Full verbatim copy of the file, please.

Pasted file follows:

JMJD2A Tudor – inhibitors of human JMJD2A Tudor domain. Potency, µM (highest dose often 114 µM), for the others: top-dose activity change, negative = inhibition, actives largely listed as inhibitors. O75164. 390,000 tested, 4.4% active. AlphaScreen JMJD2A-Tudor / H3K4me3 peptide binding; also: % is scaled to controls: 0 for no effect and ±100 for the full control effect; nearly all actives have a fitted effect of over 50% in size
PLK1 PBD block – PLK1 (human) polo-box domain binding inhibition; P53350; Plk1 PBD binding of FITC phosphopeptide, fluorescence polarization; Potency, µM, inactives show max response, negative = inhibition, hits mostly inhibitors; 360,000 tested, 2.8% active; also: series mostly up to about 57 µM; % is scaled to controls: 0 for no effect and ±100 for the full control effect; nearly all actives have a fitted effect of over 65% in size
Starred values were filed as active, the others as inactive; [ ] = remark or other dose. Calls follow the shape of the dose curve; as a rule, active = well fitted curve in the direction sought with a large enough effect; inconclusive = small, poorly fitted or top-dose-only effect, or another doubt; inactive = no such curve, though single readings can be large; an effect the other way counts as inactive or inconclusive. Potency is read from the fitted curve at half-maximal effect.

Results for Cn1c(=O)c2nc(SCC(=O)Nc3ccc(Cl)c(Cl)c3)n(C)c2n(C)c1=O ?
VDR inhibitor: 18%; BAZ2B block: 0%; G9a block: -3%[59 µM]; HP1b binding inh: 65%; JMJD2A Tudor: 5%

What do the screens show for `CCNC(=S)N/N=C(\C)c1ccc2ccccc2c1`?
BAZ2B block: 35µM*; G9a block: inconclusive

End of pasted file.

JMJD2A Tudor – inhibitors of human JMJD2A Tudor domain. Potency, µM (highest dose often 114 µM), for the others: top-dose activity change, negative = inhibition, actives largely listed as inhibitors. O75164. 390,000 tested, 4.4% active. AlphaScreen JMJD2A-Tudor / H3K4me3 peptide binding; also: % is scaled to controls: 0 for no effect and ±100 for the full control effect; nearly all actives have a fitted effect of over 50% in size
PLK1 PBD block – PLK1 (human) polo-box domain binding inhibition; P53350; Plk1 PBD binding of FITC phosphopeptide, fluorescence polarization; Potency, µM, inactives show max response, negative = inhibition, hits mostly inhibitors; 360,000 tested, 2.8% active; also: series mostly up to about 57 µM; % is scaled to controls: 0 for no effect and ±100 for the full control effect; nearly all actives have a fitted effect of over 65% in size
Starred values were filed as active, the others as inactive; [ ] = remark or other dose. Calls follow the shape of the dose curve; as a rule, active = well fitted curve in the direction sought with a large enough effect; inconclusive = small, poorly fitted or top-dose-only effect, or another doubt; inactive = no such curve, though single readings can be large; an effect the other way counts as inactive or inconclusive. Potency is read from the fitted curve at half-maximal effect.

Results for Cn1c(=O)c2nc(SCC(=O)Nc3ccc(Cl)c(Cl)c3)n(C)c2n(C)c1=O ?
VDR inhibitor: 18%; BAZ2B block: 0%; G9a block: -3%[59 µM]; HP1b binding inh: 65%; JMJD2A Tudor: 5%

What do the screens show for `CCNC(=S)N/N=C(\C)c1ccc2ccccc2c1`?
BAZ2B block: 35µM*; G9a block: inconclusive